I'm sharing my travel experiences, candid opinions and what's on my mind. If you think it's inappropriate for a travel writer to stir up discussion on his blog with political observations and insights gained from traveling abroad, you may not want to read any further. — Rick

One time grills and the Paris Hilton effect

Every time I come to Norway, I’m fascinated by their experiment in government. When I report on it, I routinely get fellow Americans angry at me for bringing home news of a land where the desired alternative to big bad government is not little good government but big good government. I’m not necessarily in favor of this (and I certainly wouldn’t want to run my business over here). But I don’t find it offensive either. In fact, I’m challenged by it. Here are a few observations gleaned from conversations I just had here in Oslo. (In response to a comment below: Norway is resource rich–lots of oil money. But without oil money, Sweden, Denmark, and Finland have essentially the same priorities and somehow manage.) Norwegians look forward to November. It’s “half tax month” as the government wants people to have some extra money for the upcoming holidays. With their current booming economies coupled with tax incentives for new babies, the Nordic countries are experiencing a baby boom. Paternity leave is very generous here. Scandinavian families get nine months leave at 80 percent pay which the mom or dad can split as they like. On top of this, men are required–use it or lose it–to take a paid month of paternity leave when their baby arrives.

While there are more babies around here, there’s less smoke. Just a few years ago, smoke was a real problem for American travelers in Europe. Now, much of Europe is actually less smoky than the USA. Italy went smoke free…then Ireland…now Scandinavia. The bars, restaurants, cafes, trains…it’s clean air for all.

I was just in one of Oslo’s infamous old “brown cafes”–so named for the smoke stained interiors. It was so old and brown that it still smelled of tobacco…but there hasn’t been a smoker in there for months. With the strict no smoking rules (a bar can lose its license if it allows smoking inside), restaurants are now routinely equipped with blankets so smokers can eat outside–even in the cold season. (To consume nicotine indoors, locals are using snuff–“snus” in Norwegian.)

Oslo has its prostitutes and needle junkies. In fact it seems most of the prostitutes are drug addicts too. Cameras panning the streets from atop buildings seem to ignore the sale of drugs and sex as this society is more tuned into violent crimes rather than what it considers “victimless crimes.” While wasted people who always remind me of Vikings and their whores after payday still seem to rot on the Oslo curbs, the lack of violent crime in the country is impressive by any standard.

I don’t know how the down and out manage to afford their alcoholism. Restaurants and bars are too expensive for the average Norwegian to use carelessly. Young Norwegians love their alcohol. But they b.y.o.b. These days young people “vorspiel” (pre-party) at home, go out for a couple hours around midnight to nurse one expensive drink with a wider social scene, and then “nachspiel” (after party) with close friends at home. In a Norwegian bar or restaurant a beer costs $8 (compared with $4 in Ireland and $1 in the Czech Republic). But beer is only $1.50 a bottle when purchased in a grocery store. $10 six packs, no problem.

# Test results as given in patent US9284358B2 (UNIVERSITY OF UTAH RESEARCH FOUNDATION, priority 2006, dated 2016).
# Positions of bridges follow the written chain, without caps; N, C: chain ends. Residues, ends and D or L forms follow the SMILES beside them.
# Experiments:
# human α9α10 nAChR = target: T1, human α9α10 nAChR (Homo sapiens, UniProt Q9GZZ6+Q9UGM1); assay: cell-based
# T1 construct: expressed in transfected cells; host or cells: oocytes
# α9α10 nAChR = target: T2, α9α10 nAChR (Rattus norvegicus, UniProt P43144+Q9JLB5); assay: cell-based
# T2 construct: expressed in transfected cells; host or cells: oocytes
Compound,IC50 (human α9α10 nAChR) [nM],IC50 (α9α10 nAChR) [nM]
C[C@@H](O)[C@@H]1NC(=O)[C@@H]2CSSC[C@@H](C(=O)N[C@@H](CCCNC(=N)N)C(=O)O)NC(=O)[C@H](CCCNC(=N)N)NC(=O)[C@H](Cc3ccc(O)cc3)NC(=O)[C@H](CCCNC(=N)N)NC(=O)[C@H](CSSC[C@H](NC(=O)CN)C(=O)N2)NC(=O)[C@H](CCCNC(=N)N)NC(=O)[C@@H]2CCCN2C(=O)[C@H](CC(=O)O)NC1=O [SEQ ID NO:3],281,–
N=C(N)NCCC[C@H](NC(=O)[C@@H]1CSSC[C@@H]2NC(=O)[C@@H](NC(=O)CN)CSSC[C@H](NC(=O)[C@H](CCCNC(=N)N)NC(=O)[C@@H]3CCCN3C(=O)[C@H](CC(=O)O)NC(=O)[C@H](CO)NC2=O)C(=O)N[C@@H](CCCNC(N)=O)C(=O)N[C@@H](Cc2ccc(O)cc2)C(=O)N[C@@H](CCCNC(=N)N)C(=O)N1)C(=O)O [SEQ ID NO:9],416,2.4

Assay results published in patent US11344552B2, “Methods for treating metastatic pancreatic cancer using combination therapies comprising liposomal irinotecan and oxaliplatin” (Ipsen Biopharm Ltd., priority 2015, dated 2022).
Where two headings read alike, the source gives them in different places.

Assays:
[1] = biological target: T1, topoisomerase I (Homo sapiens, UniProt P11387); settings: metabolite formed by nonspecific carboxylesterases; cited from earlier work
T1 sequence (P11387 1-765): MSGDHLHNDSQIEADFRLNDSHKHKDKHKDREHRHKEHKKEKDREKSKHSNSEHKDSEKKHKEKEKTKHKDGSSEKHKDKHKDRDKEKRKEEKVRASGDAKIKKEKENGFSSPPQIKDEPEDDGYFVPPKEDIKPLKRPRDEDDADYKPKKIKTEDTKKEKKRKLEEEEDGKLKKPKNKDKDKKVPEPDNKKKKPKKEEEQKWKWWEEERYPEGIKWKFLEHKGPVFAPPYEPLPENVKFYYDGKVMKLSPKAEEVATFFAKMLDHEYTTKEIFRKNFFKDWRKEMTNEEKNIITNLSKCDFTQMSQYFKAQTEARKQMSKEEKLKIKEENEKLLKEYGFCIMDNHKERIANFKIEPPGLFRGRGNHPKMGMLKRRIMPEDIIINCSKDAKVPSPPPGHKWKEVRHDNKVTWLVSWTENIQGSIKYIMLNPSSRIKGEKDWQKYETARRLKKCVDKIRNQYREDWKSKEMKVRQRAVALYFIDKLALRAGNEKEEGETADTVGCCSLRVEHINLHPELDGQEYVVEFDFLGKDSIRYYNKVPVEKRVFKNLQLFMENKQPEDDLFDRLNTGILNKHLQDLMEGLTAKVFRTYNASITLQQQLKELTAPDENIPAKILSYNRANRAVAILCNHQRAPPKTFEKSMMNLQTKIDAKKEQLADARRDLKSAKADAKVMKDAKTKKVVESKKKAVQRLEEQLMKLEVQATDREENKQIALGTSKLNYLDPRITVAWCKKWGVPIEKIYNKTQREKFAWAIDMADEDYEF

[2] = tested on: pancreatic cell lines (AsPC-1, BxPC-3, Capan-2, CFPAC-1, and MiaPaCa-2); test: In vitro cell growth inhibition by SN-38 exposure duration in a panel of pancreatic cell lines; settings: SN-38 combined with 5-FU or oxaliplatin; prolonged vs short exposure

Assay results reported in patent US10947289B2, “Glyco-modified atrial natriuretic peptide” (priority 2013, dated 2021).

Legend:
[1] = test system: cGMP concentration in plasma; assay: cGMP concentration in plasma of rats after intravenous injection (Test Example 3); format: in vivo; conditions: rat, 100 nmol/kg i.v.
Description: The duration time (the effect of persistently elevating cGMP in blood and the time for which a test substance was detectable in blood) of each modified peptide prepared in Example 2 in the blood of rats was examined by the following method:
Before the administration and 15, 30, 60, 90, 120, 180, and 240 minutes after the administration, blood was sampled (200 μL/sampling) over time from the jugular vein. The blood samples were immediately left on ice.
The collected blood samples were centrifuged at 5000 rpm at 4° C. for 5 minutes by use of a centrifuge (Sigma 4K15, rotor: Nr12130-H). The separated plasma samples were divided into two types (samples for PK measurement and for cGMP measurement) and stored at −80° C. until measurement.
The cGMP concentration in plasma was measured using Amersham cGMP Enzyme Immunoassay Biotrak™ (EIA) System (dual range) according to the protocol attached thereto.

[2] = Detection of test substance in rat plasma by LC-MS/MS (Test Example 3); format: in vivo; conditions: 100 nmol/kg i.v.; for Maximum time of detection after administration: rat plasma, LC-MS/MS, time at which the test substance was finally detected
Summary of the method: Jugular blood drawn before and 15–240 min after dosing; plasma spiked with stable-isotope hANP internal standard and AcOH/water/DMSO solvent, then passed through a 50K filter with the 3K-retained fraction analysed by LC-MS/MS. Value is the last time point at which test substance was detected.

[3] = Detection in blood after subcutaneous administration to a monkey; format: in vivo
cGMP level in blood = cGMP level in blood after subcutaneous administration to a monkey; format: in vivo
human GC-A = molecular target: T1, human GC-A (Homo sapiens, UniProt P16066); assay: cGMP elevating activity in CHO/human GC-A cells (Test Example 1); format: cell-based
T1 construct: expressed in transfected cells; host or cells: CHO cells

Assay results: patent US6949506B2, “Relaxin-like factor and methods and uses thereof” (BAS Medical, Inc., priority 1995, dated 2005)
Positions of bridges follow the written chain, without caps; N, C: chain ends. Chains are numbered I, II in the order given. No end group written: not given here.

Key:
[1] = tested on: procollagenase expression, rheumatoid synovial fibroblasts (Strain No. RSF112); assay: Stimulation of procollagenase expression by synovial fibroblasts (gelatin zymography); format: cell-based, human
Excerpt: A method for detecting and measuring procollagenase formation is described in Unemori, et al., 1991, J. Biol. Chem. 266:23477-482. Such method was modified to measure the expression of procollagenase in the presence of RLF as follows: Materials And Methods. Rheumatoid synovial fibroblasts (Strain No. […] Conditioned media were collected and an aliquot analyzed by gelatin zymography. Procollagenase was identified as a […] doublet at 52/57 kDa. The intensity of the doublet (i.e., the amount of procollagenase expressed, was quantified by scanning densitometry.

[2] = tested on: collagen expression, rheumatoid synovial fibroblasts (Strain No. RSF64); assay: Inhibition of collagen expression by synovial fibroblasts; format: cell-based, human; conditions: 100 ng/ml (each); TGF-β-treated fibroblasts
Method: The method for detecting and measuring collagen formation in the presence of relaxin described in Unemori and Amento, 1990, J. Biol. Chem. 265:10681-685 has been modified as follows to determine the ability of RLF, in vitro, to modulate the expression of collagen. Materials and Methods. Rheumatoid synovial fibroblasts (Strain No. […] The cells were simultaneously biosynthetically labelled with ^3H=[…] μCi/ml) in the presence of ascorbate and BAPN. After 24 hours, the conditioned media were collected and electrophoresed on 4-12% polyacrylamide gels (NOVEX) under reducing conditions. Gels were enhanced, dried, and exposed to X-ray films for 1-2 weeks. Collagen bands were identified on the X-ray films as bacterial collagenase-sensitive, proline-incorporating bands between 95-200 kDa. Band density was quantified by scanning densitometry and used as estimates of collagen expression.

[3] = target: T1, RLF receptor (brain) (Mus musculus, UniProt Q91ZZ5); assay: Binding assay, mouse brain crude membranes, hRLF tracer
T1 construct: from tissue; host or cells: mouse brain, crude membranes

In Denmark tourists see countless young revelers out on the streets, canal-side, and littering the parks drinking beer. It’s off-putting until you realize that the consumption is no greater than in England or Ireland…it’s just that while pubs there are affordable, in Scandinavia (because of the extremely high alcohol taxes in bars), “going out” means “going outside.”

Another way Norwegians cope with the high cost of eating out is with the “one time grill.” These foil grills–which cost about $3 at a supermarket–are all the rage. On a balmy evening the city is perfumed with the smell of one time grills fired up as the parks are filled with Norwegians eating out.

Another difference many American visitors notice in Scandinavia is the casual approach to nudity. I’m not talking just mixed saunas. Parents let their kids run naked in city parks and fountains. It’s really no big deal. Norway has co-ed PE classes with boys and girls showering together from the first grade. If you ever end up in a Norwegian hospital and need an x-ray, I hope you’re not modest. Women strip to the waist and are casually sent from the doctor’s office down the hall past the waiting public to the X-ray room. No one notices…no one cares. I find it ironic that while America goes into a tizzy over a goofy “wardrobe malfunction,” it is our society that statistically has the problem with sex-related crimes.

And what about dogs you ask? Small dogs are the rage these days in Oslo. They call it the “Paris Hilton effect.” Chihuahuas sell for $3,000 each in Norway. Bulgarians are routinely caught smuggling dogs in (they then kill the dogs). I asked my Norwegian friend about Chihuahuas. She said “We have two.” “Why two?” I asked. “So they can have babies. We just sold some and I paid off my credit card debt.”

Yoko Oslo

Following the news from overseas, it seems more like entertainment than ever. A journalist is caught intensifying the smoke in a photo ornamenting his covering of a Holy Land bombing. It seems CNN reporters are getting progressively sexier–blondes filling their flack jackets, husky voices under desert-colored helmets, bringing home the heroics and the carnage. Today, all day, is coverage of an event that didn’t happen–a horrific, multi-plane cataclysm with the marks of al Qaeda all over it. Thousands of flights cancelled. You can take only wallets onto the plane. No liquids! A reporter with an exotic Man-From-Uncle-type name is at Heathrow wringing as much “frustration and despair” as possible out of people delayed at the airport who seem to be taking the delays in stride. Already I’ve had several requests from news reporters for tips on packing liquids.